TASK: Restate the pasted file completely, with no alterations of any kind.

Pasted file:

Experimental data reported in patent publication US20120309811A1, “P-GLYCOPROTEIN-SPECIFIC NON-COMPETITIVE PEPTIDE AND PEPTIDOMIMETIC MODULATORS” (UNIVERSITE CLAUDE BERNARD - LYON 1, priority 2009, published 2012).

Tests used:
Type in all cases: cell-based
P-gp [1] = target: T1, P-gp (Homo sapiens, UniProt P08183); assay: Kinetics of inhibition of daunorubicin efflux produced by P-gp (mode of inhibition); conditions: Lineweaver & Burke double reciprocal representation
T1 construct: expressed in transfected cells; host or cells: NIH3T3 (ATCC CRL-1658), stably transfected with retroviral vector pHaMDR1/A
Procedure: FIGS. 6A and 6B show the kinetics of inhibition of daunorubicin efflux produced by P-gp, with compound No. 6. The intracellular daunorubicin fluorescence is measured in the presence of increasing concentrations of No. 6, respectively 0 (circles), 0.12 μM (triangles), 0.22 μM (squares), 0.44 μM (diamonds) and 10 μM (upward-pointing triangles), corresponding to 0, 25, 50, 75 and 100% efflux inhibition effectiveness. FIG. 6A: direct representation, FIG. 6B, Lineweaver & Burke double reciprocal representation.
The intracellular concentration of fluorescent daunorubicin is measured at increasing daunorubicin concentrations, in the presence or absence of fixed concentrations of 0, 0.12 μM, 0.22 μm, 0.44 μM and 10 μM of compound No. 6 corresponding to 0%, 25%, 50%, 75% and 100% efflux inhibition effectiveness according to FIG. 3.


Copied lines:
Experimental data reported in patent publication US20120309811A1, “P-GLYCOPROTEIN-SPECIFIC NON-COMPETITIVE PEPTIDE AND PEPTIDOMIMETIC MODULATORS” (UNIVERSITE CLAUDE BERNARD - LYON 1, priority 2009, published 2012).

Tests used:
Type in all cases: cell-based
P-gp [1] = target: T1, P-gp (Homo sapiens, UniProt P08183); assay: Kinetics of inhibition of daunorubicin efflux produced by P-gp (mode of inhibition); conditions: Lineweaver & Burke double reciprocal representation
T1 construct: expressed in transfected cells; host or cells: NIH3T3 (ATCC CRL-1658), stably transfected with retroviral vector pHaMDR1/A
Procedure: FIGS. 6A and 6B show the kinetics of inhibition of daunorubicin efflux produced by P-gp, with compound No. 6. The intracellular daunorubicin fluorescence is measured in the presence of increasing concentrations of No. 6, respectively 0 (circles), 0.12 μM (triangles), 0.22 μM (squares), 0.44 μM (diamonds) and 10 μM (upward-pointing triangles), corresponding to 0, 25, 50, 75 and 100% efflux inhibition effectiveness. FIG. 6A: direct representation, FIG. 6B, Lineweaver & Burke double reciprocal representation.
The intracellular concentration of fluorescent daunorubicin is measured at increasing daunorubicin concentrations, in the presence or absence of fixed concentrations of 0, 0.12 μM, 0.22 μm, 0.44 μM and 10 μM of compound No. 6 corresponding to 0%, 25%, 50%, 75% and 100% efflux inhibition effectiveness according to FIG. 3.